5 Ways to Support Vocabulary Learning

“Learning words is easy. The difficult part is retention.” —Eli Hinkel

At the TESOL convention in Toronto last month, I attended a packed session about vocabulary acquisition by Eli Hinkel. Effective and Efficient Vocabulary Teaching for Academic Writing was such a popular topic that the fire marshals came in to inform us that the room was over capacity.

Fortunately, I had a front-row seat (on the floor with some other sardines) as this was a talk that I did not want to miss! The ESL Library publishing team is working diligently on a new Writing in English section. We’re also planning a new course focused on Academic English Vocabulary.

Here are 5 Ways to Support Vocabulary Learning based on Eli Hinkel’s tips.

1. Demand high

When it comes to learning vocabulary, Eli Hinkel says she expects more from her students than most teachers: “You have to be pushy!” She admits that her students don’t always like her at the beginning of a term, but says they often come back and thank her when they realize how many words they’ve learned.

Eli Hinkel suggests the following:

  • 800 words per term
  • 16 words per day
  • 10 words per lesson
  • 10-12 exposures of each word

View and download our printable Vocabulary Bank PDF

While doing further research about academic vocabulary recently, I stumbled upon this fantastic post by Chuck Sandy on how he reluctantly challenged his students to learn 500 words from the Academic Word List, and how his students became “Vocabulary Masters.”

2. Increase the number of exposures

According to Eli Hinkel, students need 10–12 exposures before a word enters their “productive” vocabulary. Hinkel says teachers can support students by “chasing” these exposures. Do whatever you can to expose students to the vocabulary repeatedly, including using flashcards.

3. Use shame motivation

I cringed when Eli Hinkel used the term “shame motivation,” but it turns out this is just her cheeky way of describing a peer marking system that works well.

Hinkel assigns daily quizzes or short writing assignments based on the vocabulary lists her students are working with. Instead of marking the papers, she has students hand their quizzes to each other. Eli insists that peer evaluation motivates student learning (not to mention saving marking time) because students don’t want to look inferior in front of their peers. Hinkel also does a random check once in a while and asks students to hand in their quizzes.

Eli Hinkel suggests the following:

  • 5-minute vocabulary quizzes every other day (for new words, she prefers “write the definitions” rather than “write an example sentence”)
  • 5-minute writing assignments every other day (one paragraph on a specific topic, not “free writing”)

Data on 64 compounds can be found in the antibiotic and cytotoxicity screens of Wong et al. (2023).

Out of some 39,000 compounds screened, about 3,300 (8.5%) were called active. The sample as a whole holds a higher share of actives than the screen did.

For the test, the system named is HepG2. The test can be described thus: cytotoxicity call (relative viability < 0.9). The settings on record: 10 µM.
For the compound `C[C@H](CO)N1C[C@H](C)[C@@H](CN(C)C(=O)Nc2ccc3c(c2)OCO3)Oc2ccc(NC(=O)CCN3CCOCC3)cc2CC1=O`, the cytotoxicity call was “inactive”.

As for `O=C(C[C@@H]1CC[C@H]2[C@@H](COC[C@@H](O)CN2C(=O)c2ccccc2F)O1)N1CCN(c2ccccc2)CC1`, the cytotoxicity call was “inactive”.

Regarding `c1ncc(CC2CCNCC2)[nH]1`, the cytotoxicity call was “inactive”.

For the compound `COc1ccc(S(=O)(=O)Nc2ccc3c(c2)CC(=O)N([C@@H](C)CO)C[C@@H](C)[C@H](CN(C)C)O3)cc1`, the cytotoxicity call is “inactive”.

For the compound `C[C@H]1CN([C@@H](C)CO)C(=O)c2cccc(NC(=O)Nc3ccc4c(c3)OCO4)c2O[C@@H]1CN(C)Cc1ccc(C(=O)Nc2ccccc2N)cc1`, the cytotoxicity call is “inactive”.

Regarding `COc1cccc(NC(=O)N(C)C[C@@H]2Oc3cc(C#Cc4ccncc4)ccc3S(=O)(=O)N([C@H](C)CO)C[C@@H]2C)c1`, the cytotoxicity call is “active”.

• peer review (not marked by a teacher)
  • random spot checks (hand in to teacher for a mark)

4. Teach them how to use the dictionary efficiently

According to Eli Hinkel, “Teaching vocabulary is a waste of time. Learning vocabulary is the essence.” While it’s the teacher’s job to demand that students learn a certain amount of vocabulary, the students ultimately have to take the responsibility of doing it.

Hinkel asks teachers to teach students how to “mine the dictionary.” She says that too many students get intimated by long dictionary entries. Teachers should expect students to learn the first entry or the main use (usually in its noun or verb form), but not all of the additional entries.

Personally, I recommend ninja words, A really fast dictionary…fast like a ninja to my students. There is a lot of blank space on the entry page, which makes it less intimidating. For very simple definitions, I like the Oxford Learner’s Dictionary.

5. Use an escalated learning system

Eli Hinkel suggests that you gradually increase your expectations when it comes to vocabulary learning. First, require that students just spell the word: “People have to spell, because, if they don’t, it looks like mud on their face.” Then they have to know the meaning. Next, they need to be able to write a sentence with the word that at least has a verb in it. After that, the sentence has to have a verb and a subject. Finally, the sentence has to be written in proper English with the vocabulary used in the proper context.

If you ever get the chance to hear Eli Hinkel speak, be sure to grab a front-row seat! She’s witty, wise, and full of teaching tips.

Did you Know?

Most of the reading-based lessons on ESL Library now have a vocabulary list for teachers to preview and review. The vocabulary lists, which appear on the information page when you click on an individual lesson (you’ll also find lesson description, level, estimated time required, # of pages, lesson tasks, level, grammar points), can also be used to make your own 5-minute quizzes and writing assignments.

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  1. Modeline Almonor says:

    Apr 22, 2015 at 7:53 pm

    Your lessons are good.
    My problem is thé prononciation
    Thank You.

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